Associations amongst disease severity, religious coping and depression in a cohort of Jamaicans with sickle-cell disease
The purpose of this study was to investigate the relationship between disease severity (sickle-cell type and hospital, emergency room and clinic emergency visits (CEU)), religious coping (positive and negative) and depression. This was accomplished through secondary analysis of a data set based on a Comprehensive Sickle Cell Standardized Questionnaire compiled by a multidisciplinary team of professionals from Duke University Medical Centre, and administered to persons with sickle-cell disease being treated at the Sickle Cell Unit on the University of the West Indies Campus between November 2008 and January 2009. Disease severity was not a good predictor of depression within the population. On the other hand, depression was found to correlate with positive and negative religious coping, such that increases in the former were associated with decreases in depression scores; while the reverse was noted for the latter (negative religious coping). The results shed light on issues that could possibly impact the treatment plan for such individuals.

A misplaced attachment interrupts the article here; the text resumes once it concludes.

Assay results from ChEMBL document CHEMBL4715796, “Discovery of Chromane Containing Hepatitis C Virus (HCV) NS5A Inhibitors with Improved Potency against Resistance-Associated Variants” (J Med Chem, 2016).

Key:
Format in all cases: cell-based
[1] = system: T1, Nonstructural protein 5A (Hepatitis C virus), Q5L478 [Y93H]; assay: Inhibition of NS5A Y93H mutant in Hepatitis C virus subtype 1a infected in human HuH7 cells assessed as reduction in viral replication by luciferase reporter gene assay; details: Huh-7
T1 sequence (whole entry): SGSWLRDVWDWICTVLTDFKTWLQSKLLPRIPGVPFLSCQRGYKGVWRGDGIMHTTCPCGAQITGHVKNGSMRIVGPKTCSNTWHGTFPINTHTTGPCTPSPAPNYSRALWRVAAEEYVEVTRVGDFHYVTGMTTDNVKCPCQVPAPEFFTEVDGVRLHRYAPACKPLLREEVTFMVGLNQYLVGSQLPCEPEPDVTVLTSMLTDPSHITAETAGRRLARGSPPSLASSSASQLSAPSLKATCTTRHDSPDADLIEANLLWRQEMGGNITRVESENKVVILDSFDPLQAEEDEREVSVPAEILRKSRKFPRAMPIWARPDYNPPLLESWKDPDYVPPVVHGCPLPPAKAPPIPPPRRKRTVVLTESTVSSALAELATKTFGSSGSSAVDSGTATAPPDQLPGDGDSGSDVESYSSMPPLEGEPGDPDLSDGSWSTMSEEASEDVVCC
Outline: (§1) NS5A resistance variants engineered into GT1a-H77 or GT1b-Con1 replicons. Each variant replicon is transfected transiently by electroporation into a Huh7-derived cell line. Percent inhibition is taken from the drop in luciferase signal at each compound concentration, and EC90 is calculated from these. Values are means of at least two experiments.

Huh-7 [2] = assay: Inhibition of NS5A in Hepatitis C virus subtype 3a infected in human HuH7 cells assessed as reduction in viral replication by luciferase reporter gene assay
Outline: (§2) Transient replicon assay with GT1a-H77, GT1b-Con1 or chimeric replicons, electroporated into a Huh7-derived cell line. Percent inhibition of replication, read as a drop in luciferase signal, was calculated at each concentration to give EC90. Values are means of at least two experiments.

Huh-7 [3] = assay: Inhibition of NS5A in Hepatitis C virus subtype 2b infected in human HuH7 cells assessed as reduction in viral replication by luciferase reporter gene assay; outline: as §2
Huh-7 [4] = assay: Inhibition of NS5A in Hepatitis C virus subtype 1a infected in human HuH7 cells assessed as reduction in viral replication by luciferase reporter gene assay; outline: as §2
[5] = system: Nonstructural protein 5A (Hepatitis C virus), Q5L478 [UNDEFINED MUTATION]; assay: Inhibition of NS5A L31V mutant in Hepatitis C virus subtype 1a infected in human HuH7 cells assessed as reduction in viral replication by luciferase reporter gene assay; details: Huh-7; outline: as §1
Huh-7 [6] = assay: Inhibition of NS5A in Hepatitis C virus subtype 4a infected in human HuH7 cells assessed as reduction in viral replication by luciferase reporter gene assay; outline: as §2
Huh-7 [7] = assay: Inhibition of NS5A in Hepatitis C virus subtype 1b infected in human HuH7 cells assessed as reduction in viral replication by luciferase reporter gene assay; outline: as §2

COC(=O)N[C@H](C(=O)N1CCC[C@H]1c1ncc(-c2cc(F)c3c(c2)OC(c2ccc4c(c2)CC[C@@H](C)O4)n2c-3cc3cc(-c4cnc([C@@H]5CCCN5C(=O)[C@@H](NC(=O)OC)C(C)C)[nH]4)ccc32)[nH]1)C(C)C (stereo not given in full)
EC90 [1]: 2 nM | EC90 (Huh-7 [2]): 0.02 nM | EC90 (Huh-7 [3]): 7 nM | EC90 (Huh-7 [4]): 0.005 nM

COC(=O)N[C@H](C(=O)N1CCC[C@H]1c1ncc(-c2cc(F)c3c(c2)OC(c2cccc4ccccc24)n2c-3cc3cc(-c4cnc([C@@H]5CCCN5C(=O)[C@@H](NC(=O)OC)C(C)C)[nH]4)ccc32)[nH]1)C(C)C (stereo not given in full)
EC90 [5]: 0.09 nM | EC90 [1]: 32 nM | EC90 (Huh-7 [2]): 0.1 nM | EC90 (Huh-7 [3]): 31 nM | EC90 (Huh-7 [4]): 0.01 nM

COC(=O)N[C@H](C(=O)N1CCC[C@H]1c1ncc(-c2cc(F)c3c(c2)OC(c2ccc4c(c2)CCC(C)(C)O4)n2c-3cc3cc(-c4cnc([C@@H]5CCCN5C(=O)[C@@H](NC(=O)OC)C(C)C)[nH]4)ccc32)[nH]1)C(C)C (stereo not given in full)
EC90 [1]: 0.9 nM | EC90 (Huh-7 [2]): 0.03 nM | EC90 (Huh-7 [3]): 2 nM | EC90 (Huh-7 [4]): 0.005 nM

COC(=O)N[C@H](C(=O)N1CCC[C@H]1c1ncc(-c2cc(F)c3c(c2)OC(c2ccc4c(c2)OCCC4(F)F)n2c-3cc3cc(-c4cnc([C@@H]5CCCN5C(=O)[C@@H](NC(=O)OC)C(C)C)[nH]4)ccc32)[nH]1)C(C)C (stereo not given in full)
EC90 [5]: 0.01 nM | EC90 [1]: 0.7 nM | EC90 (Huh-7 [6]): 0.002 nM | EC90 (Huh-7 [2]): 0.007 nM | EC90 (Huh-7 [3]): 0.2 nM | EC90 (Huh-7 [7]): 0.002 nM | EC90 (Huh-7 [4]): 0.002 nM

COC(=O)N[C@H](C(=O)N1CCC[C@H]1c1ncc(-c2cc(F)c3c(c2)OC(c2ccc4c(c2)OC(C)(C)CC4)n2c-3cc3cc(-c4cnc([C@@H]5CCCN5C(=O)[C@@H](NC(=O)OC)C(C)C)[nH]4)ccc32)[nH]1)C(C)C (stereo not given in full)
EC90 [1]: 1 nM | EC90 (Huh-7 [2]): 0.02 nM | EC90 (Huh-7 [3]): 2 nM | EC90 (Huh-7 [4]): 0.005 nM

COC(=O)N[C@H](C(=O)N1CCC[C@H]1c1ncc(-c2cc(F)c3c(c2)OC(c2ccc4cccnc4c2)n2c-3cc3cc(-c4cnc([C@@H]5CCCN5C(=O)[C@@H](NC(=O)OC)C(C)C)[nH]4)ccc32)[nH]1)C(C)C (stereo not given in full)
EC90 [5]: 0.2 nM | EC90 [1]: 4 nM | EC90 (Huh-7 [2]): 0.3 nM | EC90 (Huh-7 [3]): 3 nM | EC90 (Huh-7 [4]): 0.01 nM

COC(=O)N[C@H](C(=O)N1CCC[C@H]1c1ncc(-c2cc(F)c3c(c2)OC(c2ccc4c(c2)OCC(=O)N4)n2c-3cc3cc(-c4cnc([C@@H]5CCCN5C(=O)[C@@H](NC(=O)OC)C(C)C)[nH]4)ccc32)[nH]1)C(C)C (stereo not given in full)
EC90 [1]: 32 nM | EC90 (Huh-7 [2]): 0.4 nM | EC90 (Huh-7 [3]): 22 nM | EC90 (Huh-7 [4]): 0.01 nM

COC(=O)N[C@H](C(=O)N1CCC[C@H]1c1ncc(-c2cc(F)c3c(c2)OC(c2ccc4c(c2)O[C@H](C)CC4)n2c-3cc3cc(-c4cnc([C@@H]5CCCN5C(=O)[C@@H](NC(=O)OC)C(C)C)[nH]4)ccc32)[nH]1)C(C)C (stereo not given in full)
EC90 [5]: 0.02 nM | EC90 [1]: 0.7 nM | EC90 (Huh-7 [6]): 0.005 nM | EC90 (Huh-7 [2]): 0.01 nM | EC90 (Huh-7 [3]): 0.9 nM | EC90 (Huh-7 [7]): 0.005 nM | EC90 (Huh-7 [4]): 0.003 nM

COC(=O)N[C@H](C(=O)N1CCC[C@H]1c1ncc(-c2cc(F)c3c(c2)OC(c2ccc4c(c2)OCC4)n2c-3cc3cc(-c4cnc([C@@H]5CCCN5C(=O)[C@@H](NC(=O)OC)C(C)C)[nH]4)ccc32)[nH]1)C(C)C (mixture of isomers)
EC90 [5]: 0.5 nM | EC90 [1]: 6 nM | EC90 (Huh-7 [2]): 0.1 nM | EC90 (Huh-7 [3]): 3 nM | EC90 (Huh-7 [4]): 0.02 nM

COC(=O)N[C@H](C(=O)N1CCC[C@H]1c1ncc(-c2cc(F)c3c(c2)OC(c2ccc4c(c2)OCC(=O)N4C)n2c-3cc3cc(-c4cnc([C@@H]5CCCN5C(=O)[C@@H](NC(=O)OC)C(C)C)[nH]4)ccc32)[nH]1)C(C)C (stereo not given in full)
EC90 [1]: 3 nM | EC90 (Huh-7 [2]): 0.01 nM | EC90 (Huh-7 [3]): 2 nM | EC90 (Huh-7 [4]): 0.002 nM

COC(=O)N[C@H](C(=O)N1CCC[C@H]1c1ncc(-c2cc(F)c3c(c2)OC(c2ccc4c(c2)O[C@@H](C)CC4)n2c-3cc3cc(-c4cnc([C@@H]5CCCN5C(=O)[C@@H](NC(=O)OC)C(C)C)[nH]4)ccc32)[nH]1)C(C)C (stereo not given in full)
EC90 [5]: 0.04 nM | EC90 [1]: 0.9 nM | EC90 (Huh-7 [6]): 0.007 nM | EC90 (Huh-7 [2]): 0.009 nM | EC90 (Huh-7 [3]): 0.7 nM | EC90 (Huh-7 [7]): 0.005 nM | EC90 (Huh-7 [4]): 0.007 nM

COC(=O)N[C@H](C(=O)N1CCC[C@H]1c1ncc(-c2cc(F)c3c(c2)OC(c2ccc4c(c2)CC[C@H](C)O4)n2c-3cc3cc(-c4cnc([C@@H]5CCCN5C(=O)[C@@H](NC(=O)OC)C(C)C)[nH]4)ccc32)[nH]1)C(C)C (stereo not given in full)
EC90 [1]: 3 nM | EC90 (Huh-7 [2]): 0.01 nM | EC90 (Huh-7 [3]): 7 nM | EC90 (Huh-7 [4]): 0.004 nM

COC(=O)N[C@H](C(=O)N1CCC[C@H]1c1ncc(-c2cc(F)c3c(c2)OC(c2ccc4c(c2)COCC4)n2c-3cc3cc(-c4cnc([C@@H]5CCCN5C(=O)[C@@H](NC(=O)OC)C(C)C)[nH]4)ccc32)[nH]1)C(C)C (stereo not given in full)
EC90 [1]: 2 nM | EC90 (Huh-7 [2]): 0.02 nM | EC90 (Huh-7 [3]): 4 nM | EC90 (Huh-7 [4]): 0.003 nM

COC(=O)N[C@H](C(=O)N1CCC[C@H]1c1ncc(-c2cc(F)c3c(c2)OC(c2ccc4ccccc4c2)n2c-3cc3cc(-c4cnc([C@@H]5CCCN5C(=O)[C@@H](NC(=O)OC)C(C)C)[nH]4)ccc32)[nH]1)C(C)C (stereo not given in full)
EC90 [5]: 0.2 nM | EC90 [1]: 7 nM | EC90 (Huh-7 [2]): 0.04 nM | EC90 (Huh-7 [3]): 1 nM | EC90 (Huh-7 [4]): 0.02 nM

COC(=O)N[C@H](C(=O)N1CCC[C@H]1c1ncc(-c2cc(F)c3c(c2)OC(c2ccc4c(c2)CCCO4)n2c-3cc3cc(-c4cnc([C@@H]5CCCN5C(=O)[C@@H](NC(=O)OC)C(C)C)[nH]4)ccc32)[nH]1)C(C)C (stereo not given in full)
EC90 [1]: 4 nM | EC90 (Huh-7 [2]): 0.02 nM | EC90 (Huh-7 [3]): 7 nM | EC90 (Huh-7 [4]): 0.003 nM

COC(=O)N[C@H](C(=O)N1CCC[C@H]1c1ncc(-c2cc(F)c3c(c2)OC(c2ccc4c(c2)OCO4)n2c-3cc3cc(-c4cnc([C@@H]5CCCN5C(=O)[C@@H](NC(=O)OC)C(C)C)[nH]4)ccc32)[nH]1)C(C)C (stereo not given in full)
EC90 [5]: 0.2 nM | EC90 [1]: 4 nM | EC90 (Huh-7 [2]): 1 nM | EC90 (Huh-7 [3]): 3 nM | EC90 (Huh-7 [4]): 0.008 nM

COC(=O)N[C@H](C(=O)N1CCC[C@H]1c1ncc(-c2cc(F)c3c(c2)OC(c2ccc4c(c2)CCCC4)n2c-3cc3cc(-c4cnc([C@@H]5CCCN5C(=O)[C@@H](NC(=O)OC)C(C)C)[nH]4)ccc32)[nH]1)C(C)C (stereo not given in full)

Morgan, KAD; Scott, JK; Parshad-Asnani, M; Gibson, RC; O'Garo, KN; Lowe, GA; Edwards, D; Abel, WD; Reid, M; De La Haye, W; Edwards, CL
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